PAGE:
Any other benefit to flashing the GPU

PowerMike G5

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Original poster
Oct 22, 2005
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So I have been running a stock PC version of the EVGA Nvidia GTX 980 4GB SC GPU on my 5,1 MacPro with no issues (on the latest 10.10.3 and latest Nvidia webdriver). I've been contemplating getting it flashed by MacVidCards, but after researching and looking at his site, I am unsure. It seems that the sole main benefit at this point is getting the boot screen.

All the other benefits listed are already in play:
• PCIe 2.0 speeds are working fine
• Output ports are working fine
• CUDA is working fine with Adobe CC

Is there anything I am missing here? Is the boot screen the only thing gained from flashing at this point?
 

Zorn

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Feb 14, 2006
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Boot screen is really important to some people, and I believe you can also get into your system easier with a flashed card if the nvidia web driver gets disabled than if you have a stock PC card. It also enables PCIe 2.0 in Boot Camp, which I think is throttled with a PC card.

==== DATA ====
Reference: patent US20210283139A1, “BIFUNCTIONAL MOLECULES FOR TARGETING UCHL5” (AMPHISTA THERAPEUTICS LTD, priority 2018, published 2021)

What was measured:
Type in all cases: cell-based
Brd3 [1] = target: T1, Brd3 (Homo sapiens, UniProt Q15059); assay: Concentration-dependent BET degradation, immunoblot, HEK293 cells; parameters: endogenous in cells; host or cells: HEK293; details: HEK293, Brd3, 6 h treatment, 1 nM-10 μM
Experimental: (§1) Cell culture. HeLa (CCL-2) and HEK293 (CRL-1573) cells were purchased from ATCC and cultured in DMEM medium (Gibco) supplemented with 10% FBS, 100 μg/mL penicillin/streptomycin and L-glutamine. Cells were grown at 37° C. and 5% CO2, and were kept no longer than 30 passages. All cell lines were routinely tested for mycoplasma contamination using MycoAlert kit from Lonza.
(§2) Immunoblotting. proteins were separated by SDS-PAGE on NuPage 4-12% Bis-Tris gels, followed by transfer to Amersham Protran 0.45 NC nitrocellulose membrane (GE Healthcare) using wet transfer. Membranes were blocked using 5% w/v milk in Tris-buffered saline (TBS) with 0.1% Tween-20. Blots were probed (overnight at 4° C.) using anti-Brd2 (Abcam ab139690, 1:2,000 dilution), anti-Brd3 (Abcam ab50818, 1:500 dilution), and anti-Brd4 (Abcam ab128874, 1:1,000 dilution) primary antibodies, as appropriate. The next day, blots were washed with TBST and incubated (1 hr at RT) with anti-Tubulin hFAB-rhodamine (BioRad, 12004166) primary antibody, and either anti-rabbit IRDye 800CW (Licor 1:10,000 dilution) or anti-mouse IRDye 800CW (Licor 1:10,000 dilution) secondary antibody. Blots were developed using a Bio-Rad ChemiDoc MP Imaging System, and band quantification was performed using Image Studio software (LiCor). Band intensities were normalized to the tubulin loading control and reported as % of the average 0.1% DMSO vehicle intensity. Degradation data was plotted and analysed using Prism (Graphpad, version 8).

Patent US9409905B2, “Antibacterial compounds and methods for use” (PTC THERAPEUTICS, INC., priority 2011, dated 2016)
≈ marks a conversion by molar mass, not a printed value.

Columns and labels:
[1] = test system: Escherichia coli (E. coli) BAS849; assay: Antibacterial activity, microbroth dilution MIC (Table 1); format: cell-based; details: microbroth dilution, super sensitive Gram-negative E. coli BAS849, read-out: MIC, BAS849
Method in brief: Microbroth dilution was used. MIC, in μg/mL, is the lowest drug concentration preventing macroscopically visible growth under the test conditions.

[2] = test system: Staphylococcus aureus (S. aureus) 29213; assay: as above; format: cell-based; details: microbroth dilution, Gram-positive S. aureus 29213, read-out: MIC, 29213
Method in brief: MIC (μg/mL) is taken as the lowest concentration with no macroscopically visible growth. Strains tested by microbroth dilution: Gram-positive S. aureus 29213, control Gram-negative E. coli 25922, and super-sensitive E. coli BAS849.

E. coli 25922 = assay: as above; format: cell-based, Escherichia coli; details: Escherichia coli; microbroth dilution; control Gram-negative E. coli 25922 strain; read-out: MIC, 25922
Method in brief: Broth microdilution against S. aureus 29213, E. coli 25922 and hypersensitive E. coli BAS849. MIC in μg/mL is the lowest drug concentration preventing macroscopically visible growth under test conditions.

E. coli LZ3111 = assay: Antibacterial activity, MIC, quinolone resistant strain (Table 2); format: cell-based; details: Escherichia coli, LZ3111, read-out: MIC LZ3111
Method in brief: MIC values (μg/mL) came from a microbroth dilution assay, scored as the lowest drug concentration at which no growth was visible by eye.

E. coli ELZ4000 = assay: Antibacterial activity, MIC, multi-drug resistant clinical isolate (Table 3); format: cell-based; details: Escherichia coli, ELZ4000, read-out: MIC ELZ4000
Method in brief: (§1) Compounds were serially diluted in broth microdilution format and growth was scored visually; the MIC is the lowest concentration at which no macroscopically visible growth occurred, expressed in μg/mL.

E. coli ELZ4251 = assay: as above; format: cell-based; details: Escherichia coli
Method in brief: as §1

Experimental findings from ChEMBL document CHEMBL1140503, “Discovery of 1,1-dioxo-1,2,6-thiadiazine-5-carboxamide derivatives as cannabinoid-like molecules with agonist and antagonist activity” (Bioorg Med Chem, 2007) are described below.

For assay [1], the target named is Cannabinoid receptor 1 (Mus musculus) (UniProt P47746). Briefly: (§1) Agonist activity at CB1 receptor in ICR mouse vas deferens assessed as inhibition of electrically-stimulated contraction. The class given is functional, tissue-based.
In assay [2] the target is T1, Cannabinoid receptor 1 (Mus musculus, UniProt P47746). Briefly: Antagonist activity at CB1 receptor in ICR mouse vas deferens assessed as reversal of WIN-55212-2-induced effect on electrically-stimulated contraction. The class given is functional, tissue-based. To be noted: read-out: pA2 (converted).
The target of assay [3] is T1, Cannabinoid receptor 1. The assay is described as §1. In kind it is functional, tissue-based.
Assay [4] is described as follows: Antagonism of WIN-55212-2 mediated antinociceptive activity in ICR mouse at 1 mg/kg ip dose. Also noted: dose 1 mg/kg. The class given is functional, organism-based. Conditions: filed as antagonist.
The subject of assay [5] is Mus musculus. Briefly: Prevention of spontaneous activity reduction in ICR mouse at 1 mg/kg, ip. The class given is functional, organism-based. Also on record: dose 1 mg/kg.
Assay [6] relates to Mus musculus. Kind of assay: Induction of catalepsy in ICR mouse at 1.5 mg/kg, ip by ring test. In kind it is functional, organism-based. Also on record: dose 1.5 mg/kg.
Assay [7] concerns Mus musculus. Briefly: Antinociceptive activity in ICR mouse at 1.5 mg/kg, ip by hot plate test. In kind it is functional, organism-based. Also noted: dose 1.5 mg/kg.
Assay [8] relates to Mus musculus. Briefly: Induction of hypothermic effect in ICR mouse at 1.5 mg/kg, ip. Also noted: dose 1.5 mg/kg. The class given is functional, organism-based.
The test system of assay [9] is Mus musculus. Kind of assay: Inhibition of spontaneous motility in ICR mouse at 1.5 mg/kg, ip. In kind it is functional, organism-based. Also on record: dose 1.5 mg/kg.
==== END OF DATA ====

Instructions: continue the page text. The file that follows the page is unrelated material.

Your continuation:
For me, I keep a MBP on hand for screen sharing, and only go into Boot Camp to play around with Windows 10. It's hard for me to justify the $180 just to see the boot screen, but it definitely makes things a bit more compatible and is a nice thing to have.
 

PowerMike G5

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Original poster
Oct 22, 2005
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Thanks Zorn. Yes, I have a MBP as well, that I use in Screen Sharing mode with my MacPro tower. I tried reverting to native OS X GPU drivers to test out the connection. Of course the screen went black, but I was able to control my MacPro fine via my MBP, so I do have a way to access for troubleshooting purposes if ever the Nvidia web drivers get disabled.

In your opinion, as I don't use BootCamp nor have any other OS partitions, it seems that flashing is not necessary at this point, yes? Just trying to make sure I'm not overseeing some other benefit...
 

Zorn

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Feb 14, 2006
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If you aren't using Boot Camp for gaming, have access to another Mac for screen sharing, then the only remaining benefit I can think of is being able to see the boot screen itself.
 

Moonshot

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May 24, 2015
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For me, I keep a MBP on hand for screen sharing, and only go into Boot Camp to play around with Windows 10. It's hard for me to justify the $180 just to see the boot screen, but it definitely makes things a bit more compatible and is a nice thing to have.
That's allot of money for a running winflash or nvflash. Seems more like allot of smoke and mirrors. Never would have thought that flashing cards is a business.
 

Moonshot

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May 24, 2015
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Someone has to write the ROMs, do all the testing, etc.
I though that the manufacturer of the card wrote the ROM. According to the OP: